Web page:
Black market seafood charges admitted

January 29, 2016 | By More

Court House from Victoria Sq-101The owner of the Oriental Warehouse in Cashel Street has been fined $12,500 for buying black market crayfish and failing to record where she had bought paua and crayfish.

Poh Cheng Sim, 59, admitted four charges of purchasing black-market rock lobster – known as crayfish – and one charge of failing to keep a record of where rock lobster and paua was purchased from, in the Christchurch District Court today.

Sim said she made no profit from the fish, but did it as a favour to friends.

Defence counsel Rupert Glover said Sim led a scrupulously honest life, but was caught by an undercover person.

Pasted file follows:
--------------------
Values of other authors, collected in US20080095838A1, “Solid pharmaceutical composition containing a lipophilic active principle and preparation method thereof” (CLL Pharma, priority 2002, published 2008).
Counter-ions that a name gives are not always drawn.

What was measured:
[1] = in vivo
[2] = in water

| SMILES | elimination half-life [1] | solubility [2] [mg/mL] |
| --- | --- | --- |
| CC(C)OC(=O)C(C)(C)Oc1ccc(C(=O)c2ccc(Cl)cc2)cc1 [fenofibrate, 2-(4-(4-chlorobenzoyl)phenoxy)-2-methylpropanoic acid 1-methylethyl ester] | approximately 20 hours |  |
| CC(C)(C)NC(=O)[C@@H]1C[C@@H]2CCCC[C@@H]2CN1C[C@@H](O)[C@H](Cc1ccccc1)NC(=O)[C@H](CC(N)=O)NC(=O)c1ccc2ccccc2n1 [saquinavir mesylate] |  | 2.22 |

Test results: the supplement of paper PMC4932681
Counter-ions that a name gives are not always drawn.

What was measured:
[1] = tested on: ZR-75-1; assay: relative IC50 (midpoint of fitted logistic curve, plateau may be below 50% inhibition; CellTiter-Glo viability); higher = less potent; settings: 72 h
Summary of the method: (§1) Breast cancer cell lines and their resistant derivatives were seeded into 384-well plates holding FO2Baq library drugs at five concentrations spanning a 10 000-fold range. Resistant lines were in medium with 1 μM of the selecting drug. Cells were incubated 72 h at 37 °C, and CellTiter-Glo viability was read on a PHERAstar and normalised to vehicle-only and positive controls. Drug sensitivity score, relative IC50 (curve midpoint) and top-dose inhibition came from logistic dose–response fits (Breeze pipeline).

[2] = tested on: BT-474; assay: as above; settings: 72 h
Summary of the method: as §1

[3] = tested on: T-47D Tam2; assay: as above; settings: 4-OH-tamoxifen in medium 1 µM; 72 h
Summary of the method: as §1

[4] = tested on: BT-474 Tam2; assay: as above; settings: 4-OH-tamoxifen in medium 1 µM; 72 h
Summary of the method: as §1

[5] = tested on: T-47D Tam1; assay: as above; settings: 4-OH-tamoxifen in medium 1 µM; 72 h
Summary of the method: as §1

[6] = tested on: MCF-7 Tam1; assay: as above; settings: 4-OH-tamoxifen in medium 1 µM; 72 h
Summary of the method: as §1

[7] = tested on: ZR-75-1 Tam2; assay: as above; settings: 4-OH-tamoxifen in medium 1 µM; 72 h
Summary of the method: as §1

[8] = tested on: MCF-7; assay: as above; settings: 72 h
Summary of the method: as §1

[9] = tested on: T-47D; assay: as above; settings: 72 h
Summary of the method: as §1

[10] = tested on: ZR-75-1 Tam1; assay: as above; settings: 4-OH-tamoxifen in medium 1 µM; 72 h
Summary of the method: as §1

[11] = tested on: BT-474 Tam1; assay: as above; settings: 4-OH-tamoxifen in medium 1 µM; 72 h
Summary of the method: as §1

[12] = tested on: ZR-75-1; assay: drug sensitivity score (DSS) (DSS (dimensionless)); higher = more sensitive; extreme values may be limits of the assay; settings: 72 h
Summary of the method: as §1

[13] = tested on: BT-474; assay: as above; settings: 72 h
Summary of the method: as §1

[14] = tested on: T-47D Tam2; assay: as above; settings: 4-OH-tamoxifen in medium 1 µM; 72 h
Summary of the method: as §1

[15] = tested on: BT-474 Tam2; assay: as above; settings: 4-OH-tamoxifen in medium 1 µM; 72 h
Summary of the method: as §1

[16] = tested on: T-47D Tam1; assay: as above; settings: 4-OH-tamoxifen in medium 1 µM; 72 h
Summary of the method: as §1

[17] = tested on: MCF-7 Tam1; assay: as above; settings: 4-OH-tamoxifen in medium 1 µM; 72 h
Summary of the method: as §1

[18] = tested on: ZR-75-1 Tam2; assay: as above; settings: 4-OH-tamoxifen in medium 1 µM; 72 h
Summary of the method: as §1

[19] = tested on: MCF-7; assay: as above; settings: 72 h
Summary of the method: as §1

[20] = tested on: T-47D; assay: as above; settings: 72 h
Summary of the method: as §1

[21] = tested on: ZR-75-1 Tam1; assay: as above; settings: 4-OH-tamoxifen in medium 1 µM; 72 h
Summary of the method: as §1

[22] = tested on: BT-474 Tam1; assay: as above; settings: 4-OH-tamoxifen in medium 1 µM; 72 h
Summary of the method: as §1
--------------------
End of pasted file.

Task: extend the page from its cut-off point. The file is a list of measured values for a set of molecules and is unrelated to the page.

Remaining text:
The official charge is that Sim was a party to, and aided the obtaining of a benefit by, knowingly possessing, procuring or receiving the spiny rock lobster through December 2013, and February and March 2014.

Sim and her co-offenders were caught by an undercover person in an operation by the Ministry of Primary Industries.

It is estimated Sim paid $2050 for 118 rock lobster and 10kg paua worth a total of more than $7000.

Judge Raoul Neave said the offending arose from Sim purchasing seafood other than through the appropriate channels.

New Zealand had a careful fishing regime to protect our fish stock, he said, and sentenced Sim to a fine of $12,500.

One of her co-offenders, 49-year-old Jianwen Li, a joint owner of Southern Asian Restaurant in Colombo Street, was sentenced last September with a fine of $18,000 and 150 hours community work. He also had to forfeit his vehicle, his mobile phone, lobsters and pauas seized, a freezer, and electronic scales.


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